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The simple joy of soundtracks scores


Nothing’s much worse for me than waking up and trudging to research methods on a Monday at 8:30.

Today was a bit different.

I loaded Ennio Morricone’s The Good, the Bad and the Ugly score into my iPod and shifted to track 20, “the ecstacy of gold.”

Nothing improves a depressing death slog to class like loud horns and the overwhelming feeling that an epic cowboy gunfight might occur at any second. The walk became refreshing.

Film scores are my key to productivity. When I write, The Hobbit or The Lord of the Rings or Star Wars, the scores are blasting through my headphones or my speakers. Many posts on this blog were written to the tunes that their source material inspired.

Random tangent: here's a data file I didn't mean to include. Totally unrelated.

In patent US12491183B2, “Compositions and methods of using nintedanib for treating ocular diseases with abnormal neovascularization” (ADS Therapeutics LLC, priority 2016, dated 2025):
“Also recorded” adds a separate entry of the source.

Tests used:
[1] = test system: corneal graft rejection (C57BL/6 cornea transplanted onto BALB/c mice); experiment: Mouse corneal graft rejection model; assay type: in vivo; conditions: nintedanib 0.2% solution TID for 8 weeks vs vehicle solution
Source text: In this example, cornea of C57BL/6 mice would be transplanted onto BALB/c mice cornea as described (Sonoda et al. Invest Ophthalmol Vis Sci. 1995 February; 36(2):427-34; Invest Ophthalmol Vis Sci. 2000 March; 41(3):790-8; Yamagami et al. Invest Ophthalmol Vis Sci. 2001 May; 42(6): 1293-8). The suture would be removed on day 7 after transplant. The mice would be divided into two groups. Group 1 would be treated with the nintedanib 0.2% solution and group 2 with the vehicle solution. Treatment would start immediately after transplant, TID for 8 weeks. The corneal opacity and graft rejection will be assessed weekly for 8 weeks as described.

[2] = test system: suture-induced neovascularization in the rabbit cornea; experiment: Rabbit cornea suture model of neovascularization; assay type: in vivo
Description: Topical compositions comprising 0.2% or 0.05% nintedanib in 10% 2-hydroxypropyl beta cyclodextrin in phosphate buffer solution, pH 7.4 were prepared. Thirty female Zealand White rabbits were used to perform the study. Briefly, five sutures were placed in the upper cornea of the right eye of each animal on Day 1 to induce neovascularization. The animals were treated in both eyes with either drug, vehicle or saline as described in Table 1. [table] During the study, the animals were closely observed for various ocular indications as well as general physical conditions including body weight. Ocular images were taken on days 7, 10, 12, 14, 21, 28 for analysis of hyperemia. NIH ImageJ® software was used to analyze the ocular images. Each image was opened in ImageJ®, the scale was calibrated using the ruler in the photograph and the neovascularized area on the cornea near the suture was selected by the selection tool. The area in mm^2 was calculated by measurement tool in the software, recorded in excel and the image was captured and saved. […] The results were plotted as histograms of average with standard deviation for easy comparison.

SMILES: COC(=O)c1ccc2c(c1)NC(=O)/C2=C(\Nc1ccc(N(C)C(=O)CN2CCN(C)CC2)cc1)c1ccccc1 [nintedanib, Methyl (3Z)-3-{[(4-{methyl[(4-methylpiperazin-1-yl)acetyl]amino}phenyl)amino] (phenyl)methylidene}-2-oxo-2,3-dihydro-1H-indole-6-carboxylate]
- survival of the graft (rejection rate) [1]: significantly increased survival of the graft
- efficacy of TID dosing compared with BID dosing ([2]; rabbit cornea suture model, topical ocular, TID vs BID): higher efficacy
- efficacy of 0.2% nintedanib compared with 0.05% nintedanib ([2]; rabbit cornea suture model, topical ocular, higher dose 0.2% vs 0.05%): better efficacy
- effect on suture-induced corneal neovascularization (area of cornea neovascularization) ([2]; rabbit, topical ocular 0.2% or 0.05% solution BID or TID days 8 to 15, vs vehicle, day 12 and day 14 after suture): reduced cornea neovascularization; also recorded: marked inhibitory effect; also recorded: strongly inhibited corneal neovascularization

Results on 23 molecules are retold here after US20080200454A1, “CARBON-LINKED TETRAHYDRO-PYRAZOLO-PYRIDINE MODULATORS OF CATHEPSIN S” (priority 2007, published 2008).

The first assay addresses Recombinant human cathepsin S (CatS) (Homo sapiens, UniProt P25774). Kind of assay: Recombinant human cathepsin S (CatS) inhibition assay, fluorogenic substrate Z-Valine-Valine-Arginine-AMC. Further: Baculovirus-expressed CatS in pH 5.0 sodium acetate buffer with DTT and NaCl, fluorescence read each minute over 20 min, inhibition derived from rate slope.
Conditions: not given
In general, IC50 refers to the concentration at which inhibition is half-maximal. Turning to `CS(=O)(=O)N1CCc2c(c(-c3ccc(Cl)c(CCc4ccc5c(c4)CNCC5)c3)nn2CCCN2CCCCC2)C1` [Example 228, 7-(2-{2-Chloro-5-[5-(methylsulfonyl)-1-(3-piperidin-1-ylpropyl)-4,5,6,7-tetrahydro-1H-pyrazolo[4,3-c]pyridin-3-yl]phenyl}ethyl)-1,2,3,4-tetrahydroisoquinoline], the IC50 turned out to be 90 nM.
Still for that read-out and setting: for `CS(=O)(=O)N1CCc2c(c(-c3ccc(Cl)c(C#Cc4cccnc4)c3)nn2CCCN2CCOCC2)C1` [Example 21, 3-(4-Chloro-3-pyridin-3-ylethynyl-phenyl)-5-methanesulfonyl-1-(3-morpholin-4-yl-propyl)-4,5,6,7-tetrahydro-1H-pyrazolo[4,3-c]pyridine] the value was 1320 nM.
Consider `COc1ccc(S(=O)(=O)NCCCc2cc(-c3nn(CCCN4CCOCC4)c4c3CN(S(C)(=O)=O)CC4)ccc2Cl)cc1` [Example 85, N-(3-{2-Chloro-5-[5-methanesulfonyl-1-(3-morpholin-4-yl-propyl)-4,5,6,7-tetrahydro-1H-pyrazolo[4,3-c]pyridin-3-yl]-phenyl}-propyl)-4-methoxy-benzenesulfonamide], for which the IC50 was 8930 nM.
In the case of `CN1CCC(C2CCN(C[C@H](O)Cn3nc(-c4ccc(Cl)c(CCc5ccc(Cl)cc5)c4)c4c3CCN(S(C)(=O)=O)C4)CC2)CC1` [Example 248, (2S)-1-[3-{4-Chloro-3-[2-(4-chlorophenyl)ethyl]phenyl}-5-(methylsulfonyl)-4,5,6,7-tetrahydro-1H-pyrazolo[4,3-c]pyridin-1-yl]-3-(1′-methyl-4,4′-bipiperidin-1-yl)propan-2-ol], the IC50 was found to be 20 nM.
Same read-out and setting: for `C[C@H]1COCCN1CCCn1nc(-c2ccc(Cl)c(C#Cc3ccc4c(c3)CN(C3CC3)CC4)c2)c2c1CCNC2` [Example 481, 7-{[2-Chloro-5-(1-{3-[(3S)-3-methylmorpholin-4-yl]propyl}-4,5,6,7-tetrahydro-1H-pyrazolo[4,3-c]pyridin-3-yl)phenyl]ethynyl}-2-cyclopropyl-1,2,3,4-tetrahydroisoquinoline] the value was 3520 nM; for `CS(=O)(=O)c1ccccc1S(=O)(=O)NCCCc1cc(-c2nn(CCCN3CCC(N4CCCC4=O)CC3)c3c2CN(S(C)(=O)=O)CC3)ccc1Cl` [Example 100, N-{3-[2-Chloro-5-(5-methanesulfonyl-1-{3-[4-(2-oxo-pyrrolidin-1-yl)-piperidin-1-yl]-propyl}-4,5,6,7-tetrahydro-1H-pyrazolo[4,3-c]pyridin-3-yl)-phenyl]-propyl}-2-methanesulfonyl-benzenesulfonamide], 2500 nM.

The Hobbit, composed by Howard Shore, accompanied DeMint’s Company. John Williams’ Star Wars pulsed for my drone chatter months ago. For other posts, I looked to Alan Silvestri’s Captain America score and Ramin Djawadi’s Game of Thrones score.

I’ve become so familiar with the material that inspired these scores that the images reveal themselves through melodies and harmonies. It keeps my attention focused on the story I need to tell.

Writing moves beyond an assignment. The music creates urgency and adventure. I imagine Clint Eastwood scowling at the horizon, and I become a player in the story as I write. As Bilbo Baggins sprints from his snug Hobbit hole, I’m right there with him as I tell a different story.

Nothing works better to push my pen to paper or get my fingers rapidly pounding the keyboard than a well-made score.

Film scores à my way to get things done.

Join the adventure.


1 Comment

  1. Brett says:

    Yes! I did the same.

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